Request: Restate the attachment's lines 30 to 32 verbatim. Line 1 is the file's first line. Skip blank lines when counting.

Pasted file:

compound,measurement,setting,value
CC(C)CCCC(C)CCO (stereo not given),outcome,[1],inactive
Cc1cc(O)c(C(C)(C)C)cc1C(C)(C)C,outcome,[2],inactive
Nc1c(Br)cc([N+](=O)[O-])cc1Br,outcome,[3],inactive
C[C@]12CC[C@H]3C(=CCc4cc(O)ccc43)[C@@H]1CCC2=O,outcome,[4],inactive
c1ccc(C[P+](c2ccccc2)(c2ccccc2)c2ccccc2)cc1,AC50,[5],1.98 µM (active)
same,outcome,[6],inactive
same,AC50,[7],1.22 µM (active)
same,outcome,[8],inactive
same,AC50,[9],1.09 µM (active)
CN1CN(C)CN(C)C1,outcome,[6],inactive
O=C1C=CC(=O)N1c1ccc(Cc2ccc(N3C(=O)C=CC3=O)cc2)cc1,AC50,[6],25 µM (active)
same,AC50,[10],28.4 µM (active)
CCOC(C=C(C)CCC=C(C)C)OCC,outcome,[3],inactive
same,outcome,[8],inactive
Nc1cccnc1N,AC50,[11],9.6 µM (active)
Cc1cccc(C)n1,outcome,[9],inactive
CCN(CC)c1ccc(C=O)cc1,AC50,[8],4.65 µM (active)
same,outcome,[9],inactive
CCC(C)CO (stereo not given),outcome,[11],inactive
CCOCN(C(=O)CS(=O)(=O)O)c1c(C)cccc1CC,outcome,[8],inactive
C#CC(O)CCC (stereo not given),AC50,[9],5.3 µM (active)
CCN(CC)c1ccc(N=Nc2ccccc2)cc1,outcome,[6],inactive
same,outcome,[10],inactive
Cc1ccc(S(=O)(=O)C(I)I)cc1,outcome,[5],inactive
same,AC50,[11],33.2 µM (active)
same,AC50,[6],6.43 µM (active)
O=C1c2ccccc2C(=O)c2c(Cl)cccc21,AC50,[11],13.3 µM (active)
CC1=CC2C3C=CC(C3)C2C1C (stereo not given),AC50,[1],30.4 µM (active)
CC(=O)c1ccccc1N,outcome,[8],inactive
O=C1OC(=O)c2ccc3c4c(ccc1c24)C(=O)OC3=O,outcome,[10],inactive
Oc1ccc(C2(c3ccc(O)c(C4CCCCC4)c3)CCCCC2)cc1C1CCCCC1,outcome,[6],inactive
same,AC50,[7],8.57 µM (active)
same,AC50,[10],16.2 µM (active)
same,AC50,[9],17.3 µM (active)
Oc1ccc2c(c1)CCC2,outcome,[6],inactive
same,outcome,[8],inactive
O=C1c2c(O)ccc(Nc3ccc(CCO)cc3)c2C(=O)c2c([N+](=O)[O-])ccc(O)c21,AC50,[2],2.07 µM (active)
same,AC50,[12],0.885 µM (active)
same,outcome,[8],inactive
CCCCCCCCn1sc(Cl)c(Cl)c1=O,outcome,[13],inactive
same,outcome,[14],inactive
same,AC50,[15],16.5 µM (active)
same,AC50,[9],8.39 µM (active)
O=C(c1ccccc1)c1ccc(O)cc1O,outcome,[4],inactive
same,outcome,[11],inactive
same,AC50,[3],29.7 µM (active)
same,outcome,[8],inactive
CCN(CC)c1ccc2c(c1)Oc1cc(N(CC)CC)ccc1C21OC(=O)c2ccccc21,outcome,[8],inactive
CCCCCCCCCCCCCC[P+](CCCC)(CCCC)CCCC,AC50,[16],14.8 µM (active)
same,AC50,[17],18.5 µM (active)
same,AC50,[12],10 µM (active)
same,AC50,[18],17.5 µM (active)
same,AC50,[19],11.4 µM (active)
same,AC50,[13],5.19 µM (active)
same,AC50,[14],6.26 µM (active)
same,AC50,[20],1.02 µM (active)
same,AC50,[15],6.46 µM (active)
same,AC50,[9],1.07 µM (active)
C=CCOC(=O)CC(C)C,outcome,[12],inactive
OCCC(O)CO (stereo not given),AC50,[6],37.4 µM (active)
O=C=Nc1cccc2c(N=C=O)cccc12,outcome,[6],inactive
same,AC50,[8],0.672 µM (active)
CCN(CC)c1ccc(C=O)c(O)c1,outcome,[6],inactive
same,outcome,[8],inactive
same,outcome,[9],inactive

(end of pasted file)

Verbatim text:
CC(=O)c1ccccc1N,outcome,[8],inactive
O=C1OC(=O)c2ccc3c4c(ccc1c24)C(=O)OC3=O,outcome,[10],inactive
Oc1ccc(C2(c3ccc(O)c(C4CCCCC4)c3)CCCCC2)cc1C1CCCCC1,outcome,[6],inactive